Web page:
On Oct. 3, 2016, for the first time ever, I woke up, took a shower, donned a perfect dress and cardigan and did my makeup before heading to work. It was the day my social transition officially started—my first tentative steps into public womanhood, and it came with a whole list of fears, uncertainties and possibilities.
At the time, I had a fledgling writing career, with a couple of paid bylines each month—mostly about trans issues, although a few were about sports, when no one was looking.
That day seven years ago now feels like ancient history. Barack Obama was president, the U.S. appeared to be on the cusp of electing its first female president and it seemed like trans people were more accepted by society than ever before. Going to work that day felt exhilarating and I figured we’d only see more progress toward trans rights. Boy, I couldn’t have been more wrong.
Little more than a month later, Donald Trump won the presidential election over Hillary Clinton. On his first day in office, Trump signed several executive orders seeking to roll back trans rights. I was on that news beat back then, writing about it. For the next four years, Trump and his conservative lackeys across the federal government (particularly in the Department of Health and Human Services) launched an all-out assault on federal protections for trans people, targeting everything from our access to healthcare, to equal protection in employment and education, to the rights of trans homeless people.
Through it all, I was following, writing about each new development and tracking every painful detail. As the political assaults on my people continued, my journalistic star was on the rise. My bylines started appearing in larger and larger publications. I moved to Washington, D.C., becoming the first ever openly trans Capitol Hill reporter, where I added the abortion rights movement to my beat. I even beat the Associated Press to a breaking White House abortion story once (by 18 minutes!).
Sometime in 2020, however, things started taking a turn. I caught COVID-19 early in the year. I got it so early on that tests for the illness were not yet widely available in the U.S. While my life, thankfully, was not threatened by the illness, it has affected my productivity over the long term.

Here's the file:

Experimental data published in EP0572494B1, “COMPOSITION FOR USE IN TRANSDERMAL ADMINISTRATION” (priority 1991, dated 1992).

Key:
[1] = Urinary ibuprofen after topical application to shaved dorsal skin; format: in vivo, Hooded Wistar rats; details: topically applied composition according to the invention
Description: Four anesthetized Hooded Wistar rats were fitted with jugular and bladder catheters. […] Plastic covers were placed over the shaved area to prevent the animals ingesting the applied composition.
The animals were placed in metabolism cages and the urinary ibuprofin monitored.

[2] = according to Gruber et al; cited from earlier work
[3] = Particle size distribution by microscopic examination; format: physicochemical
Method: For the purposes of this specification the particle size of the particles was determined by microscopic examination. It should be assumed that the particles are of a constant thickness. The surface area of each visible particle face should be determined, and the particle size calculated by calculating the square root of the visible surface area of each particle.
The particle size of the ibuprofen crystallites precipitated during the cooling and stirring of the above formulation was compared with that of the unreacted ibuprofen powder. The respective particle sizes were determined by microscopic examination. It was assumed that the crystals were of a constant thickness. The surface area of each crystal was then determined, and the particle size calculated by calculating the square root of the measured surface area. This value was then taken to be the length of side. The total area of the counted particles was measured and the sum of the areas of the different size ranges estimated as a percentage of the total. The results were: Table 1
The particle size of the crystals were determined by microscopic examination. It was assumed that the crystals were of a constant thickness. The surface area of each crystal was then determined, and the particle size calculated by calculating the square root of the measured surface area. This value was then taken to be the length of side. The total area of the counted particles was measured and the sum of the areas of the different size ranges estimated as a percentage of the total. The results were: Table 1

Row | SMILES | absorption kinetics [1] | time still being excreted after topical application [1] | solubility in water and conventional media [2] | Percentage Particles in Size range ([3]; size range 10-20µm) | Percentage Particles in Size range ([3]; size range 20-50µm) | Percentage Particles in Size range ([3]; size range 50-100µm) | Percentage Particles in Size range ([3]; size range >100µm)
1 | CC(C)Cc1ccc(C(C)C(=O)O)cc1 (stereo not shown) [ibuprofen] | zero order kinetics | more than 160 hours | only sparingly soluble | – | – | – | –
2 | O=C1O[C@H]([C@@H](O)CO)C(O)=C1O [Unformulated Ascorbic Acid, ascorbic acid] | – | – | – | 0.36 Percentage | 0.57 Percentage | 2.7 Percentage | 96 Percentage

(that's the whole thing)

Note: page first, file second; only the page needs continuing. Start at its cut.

At the state level, conservatives built out their anti-trans legislative agenda across dozens of states. And I was experiencing the worst thing possible for a marginalized journalist at such a critical moment: burnout.
When trans people needed me the most, I started withdrawing. I found it increasingly difficult to track all of the hurtful legislation every day. The heartbreaking stories of trans people being persecuted by hateful forces started hitting more personally. The wall I had once built that allowed me to hold back my emotions while chasing a critical story seemingly fell apart overnight. Sometimes I’d procrastinate for days, or even weeks, while writing a critical story— occasionally I missed the window for a compelling news hook entirely.
It just all felt too hard to accomplish. The incessant transphobia splashed across mainstream news articles and social media became too much to handle.
I’m not sure I can pinpoint exactly when the guilt started to set in over my withdrawal from covering the day-to-day trans news. The lockdown era still feels like it was a nightmare, and suddenly I woke up and realized I hated writing about anything trans-related. It felt like a chore. But taking a break from the beat also felt fraught: how could I let my people down like that?
My self-image fell apart. Where once I was able to look at myself as a diligent and dogged reporter, I now began to look at myself as a failure. It turns out that I’m not alone.
According to recent research, LGBTQ2S+ people are statistically more likely than their cishet peers to suffer from depression and burnout. Loneliness and the threat of queerphobia both exacerbate the likelihood of mental health issues and burnout like what I’ve been experiencing for a few years now.
Thankfully, other trans journalists have stepped in to cover the day-to-day horrors of the anti-trans movement while I’ve been going through this, but that doesn’t alleviate my guilt over taking a step back to care for myself. I also worry that we’re just one or two key people burning out away from losing our collective media voice in the trans rights movement.
We who do this work need to make sure we have a good work-life balance. We can’t be all trans rights, all the time. We need other outlets to help us get through the darkest moments.
So far, I’ve managed to find an escape in video games and my gaming friends. They don’t know me as this trans journalism giant of yesterday; they get the raw me, full of insecurities and sometimes a short temper. It’s more the real me, despite being weighed down by the world.
Nonetheless, I often dream of once again being the badass journalist I once considered myself to be. I’m not sure it’s in the cards for me quite yet. I’m quite thankful to the editors at Xtra for allowing me a platform to continue sharing my analysis of the current moment, allowing me to stretch my writing muscles on a weekly basis.
Everything feels precarious for trans people and our rights right now. We have a well-funded, motivated and well-organized political opposition that is constantly churning out new lies in an attempt to get people, and more importantly, people who vote, to hate us. It often feels overwhelming.
It’s not healthy to follow every little hateful detail, either as a reader or as the journalist responsible for shining a light on it all. Please take my story as a cautionary tale, find the things that bring you joy and give your brain a break from the hate.